As the field continues its maturation process, tES research is starting to evolve from hypothesis testing solely based on behavioral observations in humans towards a translational and integrative approach in order to elucidate the fundamental mechanisms of action of the technique. This means that researchers should adopt a multilevel research program including: (i) a deep understanding of neurophysiological principles underlying tES, (ii) connecting the principles of tES action to mechanistic theories of neural oscillations, and (iii) establishing a link between these neuro-mechanistic principles and the observed behavior. While the study across these different levels of abstraction is a common approach in different subfields of neuroscience27, it is just an emerging agenda in tES research. Some of these recent efforts include a multimethod and multidisciplinary approach that integrates computational modeling research with experiments in vitro, in vivo, and ex vivo (e.g., in rodents14,21,28 and monkeys22,29), as well as studies in clinical populations11,30,31. Here we argue that building links between the information gained at each of these different levels of abstraction is the natural next step in the maturation process of the tES technique.

While we consider this program to be essential in advancing our understanding of the effects induced by tES, these investigations must take into account the advantages and disadvantages that come with such a translational approach. For instance, translation of neuromodulatory interventions might be effective in a given system, species, or behavioral state but not in a different one. This challenge is not unique to brain stimulation research but is also present in other translational efforts, such as pharmacological interventions during drug discovery research. As we discuss in more detail below, these translational issues might be related to differences in neural circuits that are often assumed to underly the same behavioral function, a critical aspect often overseen in tES translational applications.

In this Perspective article, we advocate for these emerging and much needed joint translational efforts to elucidate whether existing and new tES methodologies can indeed be used to genuinely induce neural entrainment, and if so, whether these methods can be applied to test the causal role of neural oscillations in a routine fashion in humans. In order to discuss the potential advantages of this approach in more detail, this article is divided into three parts. First, we discuss critical aspects that need to be considered if one aims to translate knowledge of neuromodulation across species. In the following section, we propose that the effects induced by tES in any given system should be studied by evaluating the influences of the stimulation at different levels of information processing, and crucially establish paradigms that allow building mechanistic links across these levels. In the last part of the article, we illustrate how state-of-the-art computational models and individualized stimulation parameters may serve as methodologies for generating accurate predictions of the stimulation effects, thus improving the reliability of causal associations between neural oscillations and behavior.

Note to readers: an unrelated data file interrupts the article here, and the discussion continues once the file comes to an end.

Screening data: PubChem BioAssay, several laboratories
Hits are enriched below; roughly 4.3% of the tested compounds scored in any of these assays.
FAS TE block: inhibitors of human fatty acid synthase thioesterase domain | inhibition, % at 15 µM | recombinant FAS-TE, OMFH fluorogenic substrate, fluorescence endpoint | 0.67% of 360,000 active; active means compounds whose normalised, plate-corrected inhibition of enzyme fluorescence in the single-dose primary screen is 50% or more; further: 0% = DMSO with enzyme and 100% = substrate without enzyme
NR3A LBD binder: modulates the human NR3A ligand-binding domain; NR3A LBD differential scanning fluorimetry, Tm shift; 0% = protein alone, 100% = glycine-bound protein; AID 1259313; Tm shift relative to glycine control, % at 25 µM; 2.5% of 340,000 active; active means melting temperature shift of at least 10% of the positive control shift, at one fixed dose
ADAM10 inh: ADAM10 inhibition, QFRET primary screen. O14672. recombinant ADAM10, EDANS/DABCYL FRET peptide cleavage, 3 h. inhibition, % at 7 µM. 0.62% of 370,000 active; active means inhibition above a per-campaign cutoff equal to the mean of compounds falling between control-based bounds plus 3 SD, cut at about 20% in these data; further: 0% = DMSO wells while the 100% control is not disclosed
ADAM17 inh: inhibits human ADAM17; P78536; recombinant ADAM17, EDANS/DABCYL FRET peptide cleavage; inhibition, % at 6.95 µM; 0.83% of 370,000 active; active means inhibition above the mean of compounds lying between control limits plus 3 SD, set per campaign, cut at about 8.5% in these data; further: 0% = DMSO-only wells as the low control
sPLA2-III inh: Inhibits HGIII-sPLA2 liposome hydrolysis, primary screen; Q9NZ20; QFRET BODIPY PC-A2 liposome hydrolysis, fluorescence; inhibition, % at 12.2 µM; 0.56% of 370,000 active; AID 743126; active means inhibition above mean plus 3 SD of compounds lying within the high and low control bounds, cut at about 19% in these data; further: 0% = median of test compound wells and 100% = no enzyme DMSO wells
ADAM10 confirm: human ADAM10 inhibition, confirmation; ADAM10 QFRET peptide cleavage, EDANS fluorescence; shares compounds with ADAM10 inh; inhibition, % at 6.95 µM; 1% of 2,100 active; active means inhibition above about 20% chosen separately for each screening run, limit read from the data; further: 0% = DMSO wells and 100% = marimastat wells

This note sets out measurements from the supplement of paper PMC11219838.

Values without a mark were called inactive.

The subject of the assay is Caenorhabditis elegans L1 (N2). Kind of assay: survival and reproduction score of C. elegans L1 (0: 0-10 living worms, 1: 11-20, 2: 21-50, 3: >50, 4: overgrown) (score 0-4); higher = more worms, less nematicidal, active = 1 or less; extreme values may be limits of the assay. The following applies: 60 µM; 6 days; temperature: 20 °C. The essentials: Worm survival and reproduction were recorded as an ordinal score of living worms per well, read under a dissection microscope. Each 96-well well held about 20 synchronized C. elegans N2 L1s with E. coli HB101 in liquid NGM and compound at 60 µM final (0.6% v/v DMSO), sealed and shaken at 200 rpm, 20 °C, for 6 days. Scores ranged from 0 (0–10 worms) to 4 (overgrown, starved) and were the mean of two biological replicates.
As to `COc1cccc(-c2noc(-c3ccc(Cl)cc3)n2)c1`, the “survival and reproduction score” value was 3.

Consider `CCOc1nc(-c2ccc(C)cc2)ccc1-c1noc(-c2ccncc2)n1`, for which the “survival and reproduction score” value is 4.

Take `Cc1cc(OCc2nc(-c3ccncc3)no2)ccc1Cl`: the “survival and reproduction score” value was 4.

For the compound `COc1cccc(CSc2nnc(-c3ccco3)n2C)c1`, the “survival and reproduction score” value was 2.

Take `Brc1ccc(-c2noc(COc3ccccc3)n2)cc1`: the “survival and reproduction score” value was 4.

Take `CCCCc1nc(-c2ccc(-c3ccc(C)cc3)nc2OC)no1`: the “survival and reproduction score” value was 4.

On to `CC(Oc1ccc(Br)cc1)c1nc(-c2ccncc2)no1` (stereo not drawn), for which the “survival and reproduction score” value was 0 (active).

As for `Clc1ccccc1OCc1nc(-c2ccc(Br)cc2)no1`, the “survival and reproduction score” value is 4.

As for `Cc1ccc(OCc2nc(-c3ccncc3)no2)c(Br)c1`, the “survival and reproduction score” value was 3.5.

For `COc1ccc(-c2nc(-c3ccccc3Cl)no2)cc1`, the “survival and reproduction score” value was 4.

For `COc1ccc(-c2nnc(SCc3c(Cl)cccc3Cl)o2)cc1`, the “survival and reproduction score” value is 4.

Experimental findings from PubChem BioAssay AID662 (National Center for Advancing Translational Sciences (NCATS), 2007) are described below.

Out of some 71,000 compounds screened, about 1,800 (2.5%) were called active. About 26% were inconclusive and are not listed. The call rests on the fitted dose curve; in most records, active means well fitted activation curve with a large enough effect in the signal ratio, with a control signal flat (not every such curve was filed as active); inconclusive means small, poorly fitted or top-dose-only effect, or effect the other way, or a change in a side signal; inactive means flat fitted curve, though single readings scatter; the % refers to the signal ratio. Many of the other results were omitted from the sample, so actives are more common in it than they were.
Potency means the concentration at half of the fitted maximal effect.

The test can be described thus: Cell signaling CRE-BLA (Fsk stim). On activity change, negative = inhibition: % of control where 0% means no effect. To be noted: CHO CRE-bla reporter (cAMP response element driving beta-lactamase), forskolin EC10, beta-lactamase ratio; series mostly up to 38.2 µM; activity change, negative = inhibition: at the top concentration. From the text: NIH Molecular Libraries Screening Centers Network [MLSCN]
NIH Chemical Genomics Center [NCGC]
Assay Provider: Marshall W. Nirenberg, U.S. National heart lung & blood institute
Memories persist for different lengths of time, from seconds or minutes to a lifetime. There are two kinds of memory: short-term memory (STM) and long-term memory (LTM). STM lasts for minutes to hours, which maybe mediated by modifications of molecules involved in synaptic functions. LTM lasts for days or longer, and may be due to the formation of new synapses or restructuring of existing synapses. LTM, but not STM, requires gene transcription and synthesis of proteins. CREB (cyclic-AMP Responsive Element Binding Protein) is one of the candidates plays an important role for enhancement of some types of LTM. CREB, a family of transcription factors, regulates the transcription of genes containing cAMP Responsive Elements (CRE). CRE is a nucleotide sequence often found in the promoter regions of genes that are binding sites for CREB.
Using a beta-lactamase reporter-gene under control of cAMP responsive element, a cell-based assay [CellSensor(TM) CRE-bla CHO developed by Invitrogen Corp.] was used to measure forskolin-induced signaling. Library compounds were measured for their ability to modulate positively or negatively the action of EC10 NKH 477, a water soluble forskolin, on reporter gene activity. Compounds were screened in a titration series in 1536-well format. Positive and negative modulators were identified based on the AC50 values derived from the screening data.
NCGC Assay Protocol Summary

Here, we focus on methods of the tES family that have the potential of modulating neural oscillations both in cortical and subcortical structures (e.g., tACS, TI, intersectional pulsed stimulation (ISP)21), as recently, these methods have sparked heated debates about their efficacy for inducing neural entrainment. Nevertheless, the views and opinions shared in this article might be well applicable to other forms of neuromodulation such as transcranial magnetic stimulation (TMS), a methodology that appears to effectively induce neural entrainment32, and transcranial focused ultrasound stimulation (tFUS)33. The goal of this article is to provide a perspective and not a detailed review of the literature. The impact of tES on neurophysiology and cognition, as well as methodological and theoretical aspects of neural entrainment have been reviewed in more detail elsewhere6,34,35,36,37.

Comparative application of tES across species

Given the preservation of brain rhythms across systems and species alongside their tagged functional roles, it is tempting to translate directly the knowledge gained about the mechanisms of action induced by tES from one species to another38. However, we argue that this translation of knowledge across species requires careful considerations, in particular those related to differences in both anatomy and organization of functional networks. In this section, we attempt to bring awareness about some of the challenges that experimenters may need to consider when translating knowledge of targeted neuromodulatory interventions across species.